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Report on Cameroon (Cameroon) — November 2001


Bulletin of the Global Volcanism Network, vol. 26, no. 11 (November 2001)
Managing Editor: Richard Wunderman.

Cameroon (Cameroon) Late June non-volcanic floods and landslides take ten's of lives; 1,000 homeless

Please cite this report as:

Global Volcanism Program, 2001. Report on Cameroon (Cameroon) (Wunderman, R., ed.). Bulletin of the Global Volcanism Network, 26:11. Smithsonian Institution.



4.203°N, 9.17°E; summit elev. 4095 m

All times are local (unless otherwise noted)

Heavy downpours struck Limbe (formerly Victoria), a coastal town located on the southern foot of Mt. Cameroon, during 26-27 June 2001. They led to a series of floods and landslides that killed ~23 people and rendered over 1,000 people homeless. People were buried alive as the floods and landslides reduced houses to mud. The disaster took hundreds of thousands of dollars in property and left surviving residents deeply shaken.

Limbe (population, over 80,000) lies ~25 km directly S of Mt. Cameroon's summit. The town sits on the Atlantic coastal plain, an area bordered on its E and N sides by high, steep slopes of unconsolidated pyroclastic cones. Most of these cones are still geologically very young, most likely Late Quaternary in age, judging from their freshness and lack of vegetation. Other cones appear older as they have developed an appreciable soil overburden capable of supporting deep-rooted woody vegetation.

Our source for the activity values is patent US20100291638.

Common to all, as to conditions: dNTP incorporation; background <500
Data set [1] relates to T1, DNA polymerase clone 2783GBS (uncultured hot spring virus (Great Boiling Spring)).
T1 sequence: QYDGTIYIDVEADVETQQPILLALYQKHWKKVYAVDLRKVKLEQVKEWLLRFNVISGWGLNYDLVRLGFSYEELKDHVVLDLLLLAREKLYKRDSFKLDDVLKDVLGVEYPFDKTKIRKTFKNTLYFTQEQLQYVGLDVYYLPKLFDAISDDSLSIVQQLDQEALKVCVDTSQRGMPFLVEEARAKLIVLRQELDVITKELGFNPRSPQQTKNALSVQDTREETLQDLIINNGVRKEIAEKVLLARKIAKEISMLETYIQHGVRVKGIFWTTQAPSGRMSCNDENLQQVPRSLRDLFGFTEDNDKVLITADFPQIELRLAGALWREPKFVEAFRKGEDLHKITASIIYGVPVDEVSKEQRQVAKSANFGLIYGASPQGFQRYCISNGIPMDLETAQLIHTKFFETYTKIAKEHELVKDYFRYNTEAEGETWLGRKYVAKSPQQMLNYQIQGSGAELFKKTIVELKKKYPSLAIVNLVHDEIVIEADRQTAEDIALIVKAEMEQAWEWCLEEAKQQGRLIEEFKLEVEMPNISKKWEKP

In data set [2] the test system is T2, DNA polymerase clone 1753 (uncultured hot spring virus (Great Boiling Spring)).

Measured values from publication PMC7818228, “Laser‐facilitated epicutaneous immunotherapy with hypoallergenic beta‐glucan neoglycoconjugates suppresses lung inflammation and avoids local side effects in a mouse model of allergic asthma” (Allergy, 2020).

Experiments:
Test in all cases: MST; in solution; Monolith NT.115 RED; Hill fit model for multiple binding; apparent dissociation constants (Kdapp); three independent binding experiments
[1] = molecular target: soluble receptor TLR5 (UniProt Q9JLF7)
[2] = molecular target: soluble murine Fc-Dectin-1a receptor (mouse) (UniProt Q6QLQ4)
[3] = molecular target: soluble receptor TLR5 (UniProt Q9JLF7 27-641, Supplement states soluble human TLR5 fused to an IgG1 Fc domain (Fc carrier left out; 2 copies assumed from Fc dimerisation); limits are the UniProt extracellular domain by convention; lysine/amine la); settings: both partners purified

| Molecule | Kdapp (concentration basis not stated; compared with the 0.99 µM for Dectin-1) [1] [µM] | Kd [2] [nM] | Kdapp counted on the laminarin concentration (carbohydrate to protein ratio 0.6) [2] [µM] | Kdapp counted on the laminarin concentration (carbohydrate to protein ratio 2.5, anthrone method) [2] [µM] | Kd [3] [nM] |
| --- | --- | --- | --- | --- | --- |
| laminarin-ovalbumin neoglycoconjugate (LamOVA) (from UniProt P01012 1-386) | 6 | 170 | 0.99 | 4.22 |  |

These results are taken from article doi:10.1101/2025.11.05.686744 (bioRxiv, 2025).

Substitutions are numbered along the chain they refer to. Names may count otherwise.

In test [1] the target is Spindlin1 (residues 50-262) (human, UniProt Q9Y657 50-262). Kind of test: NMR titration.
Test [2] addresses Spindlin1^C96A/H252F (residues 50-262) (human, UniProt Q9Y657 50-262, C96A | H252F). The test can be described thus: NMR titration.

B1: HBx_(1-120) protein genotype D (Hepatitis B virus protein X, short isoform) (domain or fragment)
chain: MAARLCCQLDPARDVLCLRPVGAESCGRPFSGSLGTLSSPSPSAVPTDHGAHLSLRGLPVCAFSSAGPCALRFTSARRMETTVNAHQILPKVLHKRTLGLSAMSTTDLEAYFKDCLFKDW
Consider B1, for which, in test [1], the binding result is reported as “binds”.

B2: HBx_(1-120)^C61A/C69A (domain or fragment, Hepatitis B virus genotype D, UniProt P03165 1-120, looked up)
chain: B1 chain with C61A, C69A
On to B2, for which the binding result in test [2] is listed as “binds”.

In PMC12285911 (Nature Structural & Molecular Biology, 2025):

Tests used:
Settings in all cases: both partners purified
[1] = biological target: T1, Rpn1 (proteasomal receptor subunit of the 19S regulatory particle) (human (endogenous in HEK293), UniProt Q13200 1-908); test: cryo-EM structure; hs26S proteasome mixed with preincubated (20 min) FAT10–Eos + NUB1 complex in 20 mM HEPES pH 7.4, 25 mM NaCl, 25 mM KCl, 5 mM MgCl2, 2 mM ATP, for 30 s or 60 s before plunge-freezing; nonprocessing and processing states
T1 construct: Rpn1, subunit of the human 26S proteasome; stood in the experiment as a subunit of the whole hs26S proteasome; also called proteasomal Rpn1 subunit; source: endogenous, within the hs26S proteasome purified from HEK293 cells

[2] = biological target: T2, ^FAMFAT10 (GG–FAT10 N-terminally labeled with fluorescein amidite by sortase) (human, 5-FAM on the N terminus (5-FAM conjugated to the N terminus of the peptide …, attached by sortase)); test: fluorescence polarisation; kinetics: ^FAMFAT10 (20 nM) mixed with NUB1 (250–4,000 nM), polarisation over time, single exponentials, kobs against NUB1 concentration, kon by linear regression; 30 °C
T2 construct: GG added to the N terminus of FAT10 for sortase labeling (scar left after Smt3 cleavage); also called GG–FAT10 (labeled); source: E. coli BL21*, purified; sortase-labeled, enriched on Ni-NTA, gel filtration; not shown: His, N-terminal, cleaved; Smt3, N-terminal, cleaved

The main landslide occurred in the section of Limbe called Mabeta. There it covered four houses and killed 21 people. Rescue teams deployed from neighboring towns used a front-end loader to search for survivors and to excavate battered corpses who were seen by passing residents. The floods also took a boy who had sought refuge in a coconut tree. Many other sections of the town, including Down Beach Limbe, also suffered significant losses and damage. Some news sources cited 19 people confirmed dead and an additional 15 missing.

A government crisis commission was set up to handle the disaster. They were charged with finding ways to move people away from the disaster zone and resettle them elsewhere, and to propose new ways of avoiding future disasters in Limbe.

Geological Summary. Mount Cameroon, one of Africa's largest volcanoes, rises above the coast of west Cameroon. The massive steep-sided volcano of dominantly basaltic-to-trachybasaltic composition forms a volcanic horst constructed above a basement of Precambrian metamorphic rocks covered with Cretaceous to Quaternary sediments. More than 100 small cinder cones, often fissure-controlled parallel to the long axis of the 1400 km3 edifice, occur on the flanks and surrounding lowlands. A large satellitic peak, Etinde (also known as Little Cameroon), is located on the S flank near the coast. Historical activity was first observed in the 5th century BCE by the Carthaginian navigator Hannon. During historical time, moderate explosive and effusive eruptions have occurred from both summit and flank vents. A 1922 SW-flank eruption produced a lava flow that reached the Atlantic coast, and a lava flow from a 1999 south-flank eruption stopped only 200 m from the sea. Explosive activity from two vents on the upper SE flank was reported in May 2000.

Information Contacts: B. Ateba, R.U. Ubangoh, N. Ntepe, and F.T. Aka., IRGM/ARGV, P.O. Box 370, Buea, Cameroon; International Federation of Red Cross and Red Crescent Societies (IFRC), PO Box 372, CH-1211 Geneva 19, Switzerland (URL: http://www.ifrc.org/).